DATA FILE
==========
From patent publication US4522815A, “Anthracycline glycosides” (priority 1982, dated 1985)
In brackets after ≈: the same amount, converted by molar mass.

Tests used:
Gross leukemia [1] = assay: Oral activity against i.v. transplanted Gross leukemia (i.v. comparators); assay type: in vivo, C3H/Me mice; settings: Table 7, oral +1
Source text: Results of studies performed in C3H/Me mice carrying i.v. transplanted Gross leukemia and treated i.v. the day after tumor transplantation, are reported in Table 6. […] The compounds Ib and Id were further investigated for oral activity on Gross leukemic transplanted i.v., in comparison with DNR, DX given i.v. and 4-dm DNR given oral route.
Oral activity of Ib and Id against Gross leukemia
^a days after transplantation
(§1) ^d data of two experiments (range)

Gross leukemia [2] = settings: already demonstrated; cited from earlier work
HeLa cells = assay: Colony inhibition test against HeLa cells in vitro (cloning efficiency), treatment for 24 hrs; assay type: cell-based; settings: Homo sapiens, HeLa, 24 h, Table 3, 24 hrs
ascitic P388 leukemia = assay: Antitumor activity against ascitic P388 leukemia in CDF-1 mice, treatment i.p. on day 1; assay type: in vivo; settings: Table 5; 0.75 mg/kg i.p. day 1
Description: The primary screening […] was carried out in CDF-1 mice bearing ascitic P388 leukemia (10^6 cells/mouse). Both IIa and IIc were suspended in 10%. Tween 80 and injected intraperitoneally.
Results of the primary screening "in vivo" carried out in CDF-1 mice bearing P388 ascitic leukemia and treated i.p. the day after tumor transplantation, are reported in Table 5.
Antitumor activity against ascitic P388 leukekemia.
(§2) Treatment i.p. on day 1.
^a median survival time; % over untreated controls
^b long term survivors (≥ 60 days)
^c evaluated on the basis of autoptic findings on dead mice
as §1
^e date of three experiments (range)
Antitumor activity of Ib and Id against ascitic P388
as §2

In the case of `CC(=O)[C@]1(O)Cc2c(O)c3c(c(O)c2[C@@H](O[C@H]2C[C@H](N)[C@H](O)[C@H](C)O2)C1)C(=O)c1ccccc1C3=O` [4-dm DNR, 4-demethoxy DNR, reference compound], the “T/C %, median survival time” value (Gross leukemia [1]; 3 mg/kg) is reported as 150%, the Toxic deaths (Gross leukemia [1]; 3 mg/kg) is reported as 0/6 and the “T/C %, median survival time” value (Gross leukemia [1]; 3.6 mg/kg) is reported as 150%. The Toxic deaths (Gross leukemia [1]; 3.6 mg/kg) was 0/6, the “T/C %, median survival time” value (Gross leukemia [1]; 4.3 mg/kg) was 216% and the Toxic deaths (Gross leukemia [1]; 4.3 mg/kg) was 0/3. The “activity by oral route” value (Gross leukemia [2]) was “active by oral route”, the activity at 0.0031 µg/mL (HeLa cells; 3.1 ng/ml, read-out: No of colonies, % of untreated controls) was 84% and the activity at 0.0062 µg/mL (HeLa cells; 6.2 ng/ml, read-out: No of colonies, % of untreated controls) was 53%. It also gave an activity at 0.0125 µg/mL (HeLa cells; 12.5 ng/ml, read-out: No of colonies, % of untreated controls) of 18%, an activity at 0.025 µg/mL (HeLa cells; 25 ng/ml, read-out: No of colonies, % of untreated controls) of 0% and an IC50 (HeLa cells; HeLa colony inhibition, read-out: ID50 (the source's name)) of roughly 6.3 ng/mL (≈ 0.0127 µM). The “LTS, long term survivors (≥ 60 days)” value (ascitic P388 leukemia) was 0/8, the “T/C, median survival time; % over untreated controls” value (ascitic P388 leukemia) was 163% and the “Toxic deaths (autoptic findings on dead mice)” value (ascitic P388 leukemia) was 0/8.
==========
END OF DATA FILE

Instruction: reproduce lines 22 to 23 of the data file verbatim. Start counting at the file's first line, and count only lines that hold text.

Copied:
as §2

In the case of `CC(=O)[C@]1(O)Cc2c(O)c3c(c(O)c2[C@@H](O[C@H]2C[C@H](N)[C@H](O)[C@H](C)O2)C1)C(=O)c1ccccc1C3=O` [4-dm DNR, 4-demethoxy DNR, reference compound], the “T/C %, median survival time” value (Gross leukemia [1]; 3 mg/kg) is reported as 150%, the Toxic deaths (Gross leukemia [1]; 3 mg/kg) is reported as 0/6 and the “T/C %, median survival time” value (Gross leukemia [1]; 3.6 mg/kg) is reported as 150%. The Toxic deaths (Gross leukemia [1]; 3.6 mg/kg) was 0/6, the “T/C %, median survival time” value (Gross leukemia [1]; 4.3 mg/kg) was 216% and the Toxic deaths (Gross leukemia [1]; 4.3 mg/kg) was 0/3. The “activity by oral route” value (Gross leukemia [2]) was “active by oral route”, the activity at 0.0031 µg/mL (HeLa cells; 3.1 ng/ml, read-out: No of colonies, % of untreated controls) was 84% and the activity at 0.0062 µg/mL (HeLa cells; 6.2 ng/ml, read-out: No of colonies, % of untreated controls) was 53%. It also gave an activity at 0.0125 µg/mL (HeLa cells; 12.5 ng/ml, read-out: No of colonies, % of untreated controls) of 18%, an activity at 0.025 µg/mL (HeLa cells; 25 ng/ml, read-out: No of colonies, % of untreated controls) of 0% and an IC50 (HeLa cells; HeLa colony inhibition, read-out: ID50 (the source's name)) of roughly 6.3 ng/mL (≈ 0.0127 µM). The “LTS, long term survivors (≥ 60 days)” value (ascitic P388 leukemia) was 0/8, the “T/C, median survival time; % over untreated controls” value (ascitic P388 leukemia) was 163% and the “Toxic deaths (autoptic findings on dead mice)” value (ascitic P388 leukemia) was 0/8.